The University of Oxford is undertaking a wide-ranging investigation into the role played by AI in legal services. Oxford’s John Armour and Richard Parnham report from the project’s kick-off event.
Artificial intelligence (AI) has the potential to transform the legal profession, legal education, and the way that legal services are delivered. Just how extensive these transformations will be, ultimately, was the focus of a two-day conference, held at the University of Oxford’s Saïd Business School earlier this year.
The conference marked the kick-off of a £1.2 million research project into AI and legal services at the University of Oxford, funded by UK Research and Innovation (UKRI) as part of the Next Generation Services stream of the Industrial Strategy Challenge Fund. The UKRI funding is supporting five interlocking strands of research being undertaken at the university. Collectively, the various components aim to “unlock AI’s potential for English law.” These five strands will focus on a range of issues, including how AI will:
- impact the business models for delivering legal services;
- aid dispute resolution, and impact constitutional principles and the design of the justice system;
- assist with the development of legal research, data extraction/analytics, and reasoning tools;
- evaluate the possible impact on the skills composition and labour needs in relation to high-value services; and,
- explore the design and delivery of educational programs to address skills gaps that may constrain the deployment of AI solutions within the legal sector.
The goal of the conference was to launch a dialogue with stakeholders about the project’s research questions and build a community with which the research team can continue to engage during the project’s evolution.
Reflecting the research project’s interdisciplinary nature, representatives from across the university outlined their research plans at the launch event, including members of the Law Faculty, Economics, Computer Science, and Education Departments, and the Saïd Business School.
A distinguished panel of external experts also shared their views, including The Rt Hon Lord Briggs of Westbourne, Justice of the Supreme Court; The Rt Hon Lord Keen of Elie QC, Advocate General for Scotland and House of Lords spokesman for the Ministry of Justice; legal technology consultant and author Professor Richard Susskind OBE; and Christina Blacklaws, then, President of the Law Society of England and Wales. In addition, a wide range of representatives from the worlds of law and computing also offered their insights and experiences. Speakers included Robin Dicker QC of South Square Chambers; representatives of Innovate UK; DeepMind; international law firms Slaughter and May, and Allen & Overy LLP; legal technology leader Thomson Reuters, and legaltech startup LexSnap. These were complemented by a wide range of academic perspectives, including from members of the Oxford Internet Institute, the Alan Turing Institute, MIT, University of Bristol, and Duke Law School.
AI still in its infancy in legal
Throughout the proceedings, several speakers made it clear that the use of AI was very much in its infancy in the legal sector, and many of the practical implications of the technology’s development and adoption have yet to be worked through. On the developmental side, it was suggested that the advent of AI may impact on the nature of legal sector recruitment, potentially with an enhanced emphasis on recruiting candidates with backgrounds in science, technology, engineering, and mathematics (STEM) subjects. And, on the deployment side, it was envisioned that lawyers and computer/data scientists would need to work together far more often than previously. This, it was suggested, might not be an easy partnership, in light of law’s inherent ambiguity and the scientific community’s preference for clarity and precision.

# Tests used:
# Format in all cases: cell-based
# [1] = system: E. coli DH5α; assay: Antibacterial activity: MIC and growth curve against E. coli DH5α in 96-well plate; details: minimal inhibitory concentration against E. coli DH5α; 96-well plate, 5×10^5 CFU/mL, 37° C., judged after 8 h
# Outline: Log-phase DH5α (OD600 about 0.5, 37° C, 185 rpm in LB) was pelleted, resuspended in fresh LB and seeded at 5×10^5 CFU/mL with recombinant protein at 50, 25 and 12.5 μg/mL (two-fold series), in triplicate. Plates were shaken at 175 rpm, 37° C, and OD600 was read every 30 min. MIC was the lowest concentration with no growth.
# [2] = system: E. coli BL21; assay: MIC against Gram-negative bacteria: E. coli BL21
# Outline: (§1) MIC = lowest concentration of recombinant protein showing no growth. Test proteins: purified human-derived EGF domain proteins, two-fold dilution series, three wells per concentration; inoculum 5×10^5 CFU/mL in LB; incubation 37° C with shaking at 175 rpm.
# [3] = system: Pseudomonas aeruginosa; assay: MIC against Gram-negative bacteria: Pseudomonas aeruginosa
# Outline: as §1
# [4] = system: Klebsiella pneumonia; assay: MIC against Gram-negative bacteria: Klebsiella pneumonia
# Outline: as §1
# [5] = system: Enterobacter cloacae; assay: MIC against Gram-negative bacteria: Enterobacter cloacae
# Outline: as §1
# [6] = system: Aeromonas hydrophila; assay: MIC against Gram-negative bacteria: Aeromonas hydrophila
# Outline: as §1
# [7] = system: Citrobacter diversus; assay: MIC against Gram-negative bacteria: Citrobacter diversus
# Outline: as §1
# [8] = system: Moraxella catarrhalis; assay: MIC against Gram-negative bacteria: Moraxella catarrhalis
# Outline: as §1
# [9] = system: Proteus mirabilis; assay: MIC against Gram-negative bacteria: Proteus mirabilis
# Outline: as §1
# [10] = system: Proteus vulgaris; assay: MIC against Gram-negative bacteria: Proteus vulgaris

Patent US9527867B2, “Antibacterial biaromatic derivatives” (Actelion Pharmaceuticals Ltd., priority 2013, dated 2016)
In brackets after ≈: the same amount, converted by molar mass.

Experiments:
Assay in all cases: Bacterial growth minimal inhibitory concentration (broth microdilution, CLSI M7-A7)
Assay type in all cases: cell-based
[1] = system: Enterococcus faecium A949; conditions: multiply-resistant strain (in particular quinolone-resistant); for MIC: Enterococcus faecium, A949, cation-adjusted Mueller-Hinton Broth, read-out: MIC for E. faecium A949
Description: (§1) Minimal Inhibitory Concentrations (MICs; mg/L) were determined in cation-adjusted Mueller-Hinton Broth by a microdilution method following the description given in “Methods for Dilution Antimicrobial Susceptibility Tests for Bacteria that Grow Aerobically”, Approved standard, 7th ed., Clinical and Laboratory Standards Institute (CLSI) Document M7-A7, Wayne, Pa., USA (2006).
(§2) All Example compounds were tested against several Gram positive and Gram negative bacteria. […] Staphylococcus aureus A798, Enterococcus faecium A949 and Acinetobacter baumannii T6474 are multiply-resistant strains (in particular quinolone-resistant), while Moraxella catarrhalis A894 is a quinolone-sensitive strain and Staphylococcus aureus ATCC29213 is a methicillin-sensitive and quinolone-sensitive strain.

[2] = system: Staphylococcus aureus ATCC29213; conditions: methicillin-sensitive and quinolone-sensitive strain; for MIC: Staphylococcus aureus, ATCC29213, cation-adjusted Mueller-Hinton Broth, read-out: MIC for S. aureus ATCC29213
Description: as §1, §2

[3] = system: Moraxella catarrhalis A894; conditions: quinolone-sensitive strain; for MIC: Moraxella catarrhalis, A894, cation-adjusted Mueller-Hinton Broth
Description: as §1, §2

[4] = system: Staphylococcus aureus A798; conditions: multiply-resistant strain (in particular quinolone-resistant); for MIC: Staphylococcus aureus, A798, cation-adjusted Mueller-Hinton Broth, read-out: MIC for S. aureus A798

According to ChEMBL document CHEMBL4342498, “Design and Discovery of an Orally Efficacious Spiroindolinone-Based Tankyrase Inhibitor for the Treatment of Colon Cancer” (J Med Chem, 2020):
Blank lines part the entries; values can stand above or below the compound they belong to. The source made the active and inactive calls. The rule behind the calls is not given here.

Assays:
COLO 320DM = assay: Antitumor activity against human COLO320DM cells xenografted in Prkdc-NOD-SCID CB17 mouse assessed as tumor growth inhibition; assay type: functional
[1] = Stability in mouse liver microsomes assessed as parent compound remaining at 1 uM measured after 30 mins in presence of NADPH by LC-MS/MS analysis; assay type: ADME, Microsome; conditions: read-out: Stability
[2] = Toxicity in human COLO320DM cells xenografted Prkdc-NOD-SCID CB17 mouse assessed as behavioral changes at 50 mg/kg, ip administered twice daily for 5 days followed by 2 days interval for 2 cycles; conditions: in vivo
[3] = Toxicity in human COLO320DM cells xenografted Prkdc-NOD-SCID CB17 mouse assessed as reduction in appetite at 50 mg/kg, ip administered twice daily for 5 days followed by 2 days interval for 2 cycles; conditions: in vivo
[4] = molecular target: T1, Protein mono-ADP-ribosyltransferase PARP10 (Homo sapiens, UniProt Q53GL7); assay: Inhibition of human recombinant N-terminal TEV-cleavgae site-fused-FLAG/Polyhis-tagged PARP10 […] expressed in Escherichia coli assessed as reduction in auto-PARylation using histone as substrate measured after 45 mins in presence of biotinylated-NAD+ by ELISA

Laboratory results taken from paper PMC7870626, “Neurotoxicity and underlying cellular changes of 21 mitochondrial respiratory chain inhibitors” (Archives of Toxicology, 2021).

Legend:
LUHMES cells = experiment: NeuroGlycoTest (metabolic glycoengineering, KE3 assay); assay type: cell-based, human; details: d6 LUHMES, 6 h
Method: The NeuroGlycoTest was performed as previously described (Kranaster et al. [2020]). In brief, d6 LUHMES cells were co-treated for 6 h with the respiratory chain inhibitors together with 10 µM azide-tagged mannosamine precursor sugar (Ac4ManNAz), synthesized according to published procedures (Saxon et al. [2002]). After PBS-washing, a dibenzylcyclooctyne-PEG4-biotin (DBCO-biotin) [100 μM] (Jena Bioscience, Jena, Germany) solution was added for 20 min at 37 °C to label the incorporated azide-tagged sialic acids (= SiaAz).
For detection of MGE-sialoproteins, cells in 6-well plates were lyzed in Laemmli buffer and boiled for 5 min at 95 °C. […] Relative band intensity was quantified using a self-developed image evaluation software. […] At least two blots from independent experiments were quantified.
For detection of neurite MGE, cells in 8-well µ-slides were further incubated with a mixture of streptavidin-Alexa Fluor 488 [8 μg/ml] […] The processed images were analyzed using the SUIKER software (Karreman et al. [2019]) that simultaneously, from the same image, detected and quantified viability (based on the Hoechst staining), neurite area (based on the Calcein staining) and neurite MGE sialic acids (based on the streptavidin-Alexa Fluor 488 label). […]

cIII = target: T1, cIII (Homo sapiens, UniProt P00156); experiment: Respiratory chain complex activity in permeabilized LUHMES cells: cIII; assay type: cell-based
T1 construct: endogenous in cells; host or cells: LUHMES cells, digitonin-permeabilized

At the organisational level, it was proposed that emerging AI tools were likely to impact the way that legal services were delivered and charged for—even the structures of legal practices themselves.
Taking a more philosophical direction, several speakers posed questions about how legal AI might impact the justice system and wider society. For example, how should the justice system be redesigned to take advantage of the potential efficiency improvements offered by AI in a way that nevertheless recognises the importance of judicial independence?
Would the public accept ‘disintermediated justice’ when issues of personal liberty were at stake—and would such systems be capable of explaining their judicial reasoning? Examples were offered of how the deployment of machine learning-based AI technology in the wider economy was already starting to challenge long-standing legal concepts, requiring new regulatory and economic frameworks be developed in response. One of these examples focused on the dynamic pricing of goods and services, which had the potential to give rise to cartel-like behaviours—but driven by machines, not humans.
At the end of the two-day event, attendees were left with no doubt about the scale of the challenges and possibilities that AI posed to the legal sector, at both a conceptual and practical level. At the same time, there was also a real sense that—collectively—the University’s research project would play an important part in responding to those challenges and opportunities. This would be made possible by various research disciplines working together—often for the first time—along with an extensive engagement with industry, regulators, and other key stakeholders.
Professor John Armour is Professor of Law and Finance at the University of Oxford; and Richard Parnham is a Postdoctoral Research Fellow at the University of Oxford’s Saïd Business School.